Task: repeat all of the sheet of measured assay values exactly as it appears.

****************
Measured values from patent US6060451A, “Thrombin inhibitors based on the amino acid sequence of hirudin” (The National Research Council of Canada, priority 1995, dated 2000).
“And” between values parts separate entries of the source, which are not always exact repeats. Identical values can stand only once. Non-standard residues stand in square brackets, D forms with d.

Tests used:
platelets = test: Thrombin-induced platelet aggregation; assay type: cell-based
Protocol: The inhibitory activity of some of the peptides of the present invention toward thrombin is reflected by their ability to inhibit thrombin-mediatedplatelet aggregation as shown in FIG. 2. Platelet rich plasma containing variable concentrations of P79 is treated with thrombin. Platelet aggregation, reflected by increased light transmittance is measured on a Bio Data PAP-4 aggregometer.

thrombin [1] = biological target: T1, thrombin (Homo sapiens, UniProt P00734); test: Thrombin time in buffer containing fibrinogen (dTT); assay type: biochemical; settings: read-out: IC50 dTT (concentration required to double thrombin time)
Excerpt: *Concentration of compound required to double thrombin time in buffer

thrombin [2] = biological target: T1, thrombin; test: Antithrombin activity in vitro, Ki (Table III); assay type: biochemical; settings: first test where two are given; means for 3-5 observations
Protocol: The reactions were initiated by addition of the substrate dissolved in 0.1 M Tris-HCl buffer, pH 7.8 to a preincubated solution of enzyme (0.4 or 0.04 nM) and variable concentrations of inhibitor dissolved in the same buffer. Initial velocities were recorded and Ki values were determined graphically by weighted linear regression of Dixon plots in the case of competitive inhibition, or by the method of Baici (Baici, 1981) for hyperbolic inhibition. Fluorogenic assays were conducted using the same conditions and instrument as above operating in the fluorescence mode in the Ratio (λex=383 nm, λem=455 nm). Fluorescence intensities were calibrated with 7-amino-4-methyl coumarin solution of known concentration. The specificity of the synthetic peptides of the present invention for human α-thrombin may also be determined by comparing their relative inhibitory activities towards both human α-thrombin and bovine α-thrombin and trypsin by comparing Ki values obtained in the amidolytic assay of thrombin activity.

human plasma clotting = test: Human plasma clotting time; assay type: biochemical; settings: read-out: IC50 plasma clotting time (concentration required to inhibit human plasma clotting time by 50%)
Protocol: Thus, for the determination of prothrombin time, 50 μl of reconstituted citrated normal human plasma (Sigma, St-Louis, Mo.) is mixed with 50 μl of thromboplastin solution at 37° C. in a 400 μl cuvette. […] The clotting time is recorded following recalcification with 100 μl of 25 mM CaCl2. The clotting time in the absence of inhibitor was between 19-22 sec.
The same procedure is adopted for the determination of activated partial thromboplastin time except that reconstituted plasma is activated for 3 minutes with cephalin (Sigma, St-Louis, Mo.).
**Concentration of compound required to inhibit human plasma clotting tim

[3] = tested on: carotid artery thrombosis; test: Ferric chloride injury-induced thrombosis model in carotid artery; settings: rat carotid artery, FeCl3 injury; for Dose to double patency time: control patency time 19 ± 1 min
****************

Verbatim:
Measured values from patent US6060451A, “Thrombin inhibitors based on the amino acid sequence of hirudin” (The National Research Council of Canada, priority 1995, dated 2000).
“And” between values parts separate entries of the source, which are not always exact repeats. Identical values can stand only once. Non-standard residues stand in square brackets, D forms with d.

Tests used:
platelets = test: Thrombin-induced platelet aggregation; assay type: cell-based
Protocol: The inhibitory activity of some of the peptides of the present invention toward thrombin is reflected by their ability to inhibit thrombin-mediatedplatelet aggregation as shown in FIG. 2. Platelet rich plasma containing variable concentrations of P79 is treated with thrombin. Platelet aggregation, reflected by increased light transmittance is measured on a Bio Data PAP-4 aggregometer.

thrombin [1] = biological target: T1, thrombin (Homo sapiens, UniProt P00734); test: Thrombin time in buffer containing fibrinogen (dTT); assay type: biochemical; settings: read-out: IC50 dTT (concentration required to double thrombin time)
Excerpt: *Concentration of compound required to double thrombin time in buffer

thrombin [2] = biological target: T1, thrombin; test: Antithrombin activity in vitro, Ki (Table III); assay type: biochemical; settings: first test where two are given; means for 3-5 observations
Protocol: The reactions were initiated by addition of the substrate dissolved in 0.1 M Tris-HCl buffer, pH 7.8 to a preincubated solution of enzyme (0.4 or 0.04 nM) and variable concentrations of inhibitor dissolved in the same buffer. Initial velocities were recorded and Ki values were determined graphically by weighted linear regression of Dixon plots in the case of competitive inhibition, or by the method of Baici (Baici, 1981) for hyperbolic inhibition. Fluorogenic assays were conducted using the same conditions and instrument as above operating in the fluorescence mode in the Ratio (λex=383 nm, λem=455 nm). Fluorescence intensities were calibrated with 7-amino-4-methyl coumarin solution of known concentration. The specificity of the synthetic peptides of the present invention for human α-thrombin may also be determined by comparing their relative inhibitory activities towards both human α-thrombin and bovine α-thrombin and trypsin by comparing Ki values obtained in the amidolytic assay of thrombin activity.

human plasma clotting = test: Human plasma clotting time; assay type: biochemical; settings: read-out: IC50 plasma clotting time (concentration required to inhibit human plasma clotting time by 50%)
Protocol: Thus, for the determination of prothrombin time, 50 μl of reconstituted citrated normal human plasma (Sigma, St-Louis, Mo.) is mixed with 50 μl of thromboplastin solution at 37° C. in a 400 μl cuvette. […] The clotting time is recorded following recalcification with 100 μl of 25 mM CaCl2. The clotting time in the absence of inhibitor was between 19-22 sec.
The same procedure is adopted for the determination of activated partial thromboplastin time except that reconstituted plasma is activated for 3 minutes with cephalin (Sigma, St-Louis, Mo.).
**Concentration of compound required to inhibit human plasma clotting tim

[3] = tested on: carotid artery thrombosis; test: Ferric chloride injury-induced thrombosis model in carotid artery; settings: rat carotid artery, FeCl3 injury; for Dose to double patency time: control patency time 19 ± 1 min